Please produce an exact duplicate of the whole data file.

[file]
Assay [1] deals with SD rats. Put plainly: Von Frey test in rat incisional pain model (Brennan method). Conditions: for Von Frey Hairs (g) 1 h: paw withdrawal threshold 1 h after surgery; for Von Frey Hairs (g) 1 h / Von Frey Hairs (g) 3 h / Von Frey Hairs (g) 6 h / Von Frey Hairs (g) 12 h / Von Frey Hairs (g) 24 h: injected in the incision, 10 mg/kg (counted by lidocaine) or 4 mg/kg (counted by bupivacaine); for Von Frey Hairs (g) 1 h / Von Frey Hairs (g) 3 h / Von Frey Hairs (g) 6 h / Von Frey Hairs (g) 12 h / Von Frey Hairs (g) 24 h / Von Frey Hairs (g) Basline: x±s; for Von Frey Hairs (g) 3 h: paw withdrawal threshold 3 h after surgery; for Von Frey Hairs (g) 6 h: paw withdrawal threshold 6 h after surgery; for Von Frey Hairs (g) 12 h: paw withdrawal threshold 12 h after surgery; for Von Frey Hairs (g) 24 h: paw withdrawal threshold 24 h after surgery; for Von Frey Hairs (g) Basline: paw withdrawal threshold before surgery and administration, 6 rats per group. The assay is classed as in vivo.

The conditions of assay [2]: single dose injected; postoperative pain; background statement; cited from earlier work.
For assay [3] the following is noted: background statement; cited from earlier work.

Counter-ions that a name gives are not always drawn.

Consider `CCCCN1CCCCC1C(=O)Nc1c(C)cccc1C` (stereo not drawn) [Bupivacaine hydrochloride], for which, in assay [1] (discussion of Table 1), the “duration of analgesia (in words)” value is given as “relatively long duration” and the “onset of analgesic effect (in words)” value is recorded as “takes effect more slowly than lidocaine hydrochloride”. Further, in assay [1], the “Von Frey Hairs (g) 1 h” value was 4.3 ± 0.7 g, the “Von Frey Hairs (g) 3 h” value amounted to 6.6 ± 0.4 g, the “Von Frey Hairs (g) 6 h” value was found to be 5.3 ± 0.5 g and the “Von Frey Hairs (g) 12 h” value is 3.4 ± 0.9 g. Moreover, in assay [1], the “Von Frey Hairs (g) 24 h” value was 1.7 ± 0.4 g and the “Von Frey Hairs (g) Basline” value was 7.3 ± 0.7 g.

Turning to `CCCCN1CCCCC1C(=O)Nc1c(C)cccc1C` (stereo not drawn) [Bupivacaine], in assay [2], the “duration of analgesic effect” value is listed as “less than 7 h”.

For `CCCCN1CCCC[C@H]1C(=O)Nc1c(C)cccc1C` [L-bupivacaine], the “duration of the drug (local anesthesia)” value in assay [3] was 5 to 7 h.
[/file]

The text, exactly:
Assay [1] deals with SD rats. Put plainly: Von Frey test in rat incisional pain model (Brennan method). Conditions: for Von Frey Hairs (g) 1 h: paw withdrawal threshold 1 h after surgery; for Von Frey Hairs (g) 1 h / Von Frey Hairs (g) 3 h / Von Frey Hairs (g) 6 h / Von Frey Hairs (g) 12 h / Von Frey Hairs (g) 24 h: injected in the incision, 10 mg/kg (counted by lidocaine) or 4 mg/kg (counted by bupivacaine); for Von Frey Hairs (g) 1 h / Von Frey Hairs (g) 3 h / Von Frey Hairs (g) 6 h / Von Frey Hairs (g) 12 h / Von Frey Hairs (g) 24 h / Von Frey Hairs (g) Basline: x±s; for Von Frey Hairs (g) 3 h: paw withdrawal threshold 3 h after surgery; for Von Frey Hairs (g) 6 h: paw withdrawal threshold 6 h after surgery; for Von Frey Hairs (g) 12 h: paw withdrawal threshold 12 h after surgery; for Von Frey Hairs (g) 24 h: paw withdrawal threshold 24 h after surgery; for Von Frey Hairs (g) Basline: paw withdrawal threshold before surgery and administration, 6 rats per group. The assay is classed as in vivo.

The conditions of assay [2]: single dose injected; postoperative pain; background statement; cited from earlier work.
For assay [3] the following is noted: background statement; cited from earlier work.

Counter-ions that a name gives are not always drawn.

Consider `CCCCN1CCCCC1C(=O)Nc1c(C)cccc1C` (stereo not drawn) [Bupivacaine hydrochloride], for which, in assay [1] (discussion of Table 1), the “duration of analgesia (in words)” value is given as “relatively long duration” and the “onset of analgesic effect (in words)” value is recorded as “takes effect more slowly than lidocaine hydrochloride”. Further, in assay [1], the “Von Frey Hairs (g) 1 h” value was 4.3 ± 0.7 g, the “Von Frey Hairs (g) 3 h” value amounted to 6.6 ± 0.4 g, the “Von Frey Hairs (g) 6 h” value was found to be 5.3 ± 0.5 g and the “Von Frey Hairs (g) 12 h” value is 3.4 ± 0.9 g. Moreover, in assay [1], the “Von Frey Hairs (g) 24 h” value was 1.7 ± 0.4 g and the “Von Frey Hairs (g) Basline” value was 7.3 ± 0.7 g.

Turning to `CCCCN1CCCCC1C(=O)Nc1c(C)cccc1C` (stereo not drawn) [Bupivacaine], in assay [2], the “duration of analgesic effect” value is listed as “less than 7 h”.

For `CCCCN1CCCC[C@H]1C(=O)Nc1c(C)cccc1C` [L-bupivacaine], the “duration of the drug (local anesthesia)” value in assay [3] was 5 to 7 h.